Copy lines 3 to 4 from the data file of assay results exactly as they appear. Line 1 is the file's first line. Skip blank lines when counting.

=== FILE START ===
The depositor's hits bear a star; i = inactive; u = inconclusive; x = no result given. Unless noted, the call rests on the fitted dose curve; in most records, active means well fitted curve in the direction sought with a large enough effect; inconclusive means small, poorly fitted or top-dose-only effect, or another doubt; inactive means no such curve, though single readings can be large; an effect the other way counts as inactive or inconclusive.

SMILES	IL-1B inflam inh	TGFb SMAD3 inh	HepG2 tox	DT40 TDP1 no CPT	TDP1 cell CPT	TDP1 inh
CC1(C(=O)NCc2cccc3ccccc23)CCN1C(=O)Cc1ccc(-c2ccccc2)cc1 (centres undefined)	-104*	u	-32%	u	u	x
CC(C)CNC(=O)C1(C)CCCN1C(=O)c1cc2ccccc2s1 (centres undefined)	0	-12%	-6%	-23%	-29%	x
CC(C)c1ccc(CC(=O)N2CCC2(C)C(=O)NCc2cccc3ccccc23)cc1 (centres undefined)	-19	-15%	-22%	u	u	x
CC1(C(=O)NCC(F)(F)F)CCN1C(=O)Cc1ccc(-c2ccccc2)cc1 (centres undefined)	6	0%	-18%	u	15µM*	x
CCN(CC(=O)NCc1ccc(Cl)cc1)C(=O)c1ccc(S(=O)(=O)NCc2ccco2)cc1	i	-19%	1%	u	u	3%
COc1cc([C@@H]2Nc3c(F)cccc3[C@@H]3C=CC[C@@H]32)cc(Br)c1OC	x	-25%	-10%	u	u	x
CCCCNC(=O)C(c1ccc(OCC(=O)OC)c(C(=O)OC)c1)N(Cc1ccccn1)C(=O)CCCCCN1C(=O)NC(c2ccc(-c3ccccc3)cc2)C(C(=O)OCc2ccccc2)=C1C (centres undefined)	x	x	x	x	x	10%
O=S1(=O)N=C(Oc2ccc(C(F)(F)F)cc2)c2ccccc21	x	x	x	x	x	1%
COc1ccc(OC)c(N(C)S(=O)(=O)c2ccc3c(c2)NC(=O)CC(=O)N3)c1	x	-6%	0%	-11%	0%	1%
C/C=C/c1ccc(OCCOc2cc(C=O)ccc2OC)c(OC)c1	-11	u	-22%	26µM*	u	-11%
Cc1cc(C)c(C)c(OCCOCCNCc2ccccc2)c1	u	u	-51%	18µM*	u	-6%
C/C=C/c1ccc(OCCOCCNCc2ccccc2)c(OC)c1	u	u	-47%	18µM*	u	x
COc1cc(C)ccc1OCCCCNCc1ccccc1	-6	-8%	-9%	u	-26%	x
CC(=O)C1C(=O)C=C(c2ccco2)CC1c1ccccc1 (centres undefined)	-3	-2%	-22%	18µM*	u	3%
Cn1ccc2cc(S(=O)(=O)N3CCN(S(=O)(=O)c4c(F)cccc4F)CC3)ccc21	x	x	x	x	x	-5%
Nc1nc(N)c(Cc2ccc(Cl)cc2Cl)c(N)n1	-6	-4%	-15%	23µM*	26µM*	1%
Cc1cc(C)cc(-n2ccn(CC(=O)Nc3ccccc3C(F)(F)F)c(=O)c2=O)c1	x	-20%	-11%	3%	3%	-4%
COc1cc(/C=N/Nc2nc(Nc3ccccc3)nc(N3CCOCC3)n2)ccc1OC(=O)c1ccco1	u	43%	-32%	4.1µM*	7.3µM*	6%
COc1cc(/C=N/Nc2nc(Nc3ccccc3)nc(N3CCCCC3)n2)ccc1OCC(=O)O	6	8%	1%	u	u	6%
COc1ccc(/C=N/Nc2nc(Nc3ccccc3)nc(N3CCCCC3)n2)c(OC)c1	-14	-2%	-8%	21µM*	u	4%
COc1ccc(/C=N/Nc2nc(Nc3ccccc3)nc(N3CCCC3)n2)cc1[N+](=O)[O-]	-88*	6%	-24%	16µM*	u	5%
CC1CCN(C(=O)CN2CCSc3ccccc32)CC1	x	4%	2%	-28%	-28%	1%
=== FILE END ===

CC1(C(=O)NCc2cccc3ccccc23)CCN1C(=O)Cc1ccc(-c2ccccc2)cc1 (centres undefined)	-104*	u	-32%	u	u	x
CC(C)CNC(=O)C1(C)CCCN1C(=O)c1cc2ccccc2s1 (centres undefined)	0	-12%	-6%	-23%	-29%	x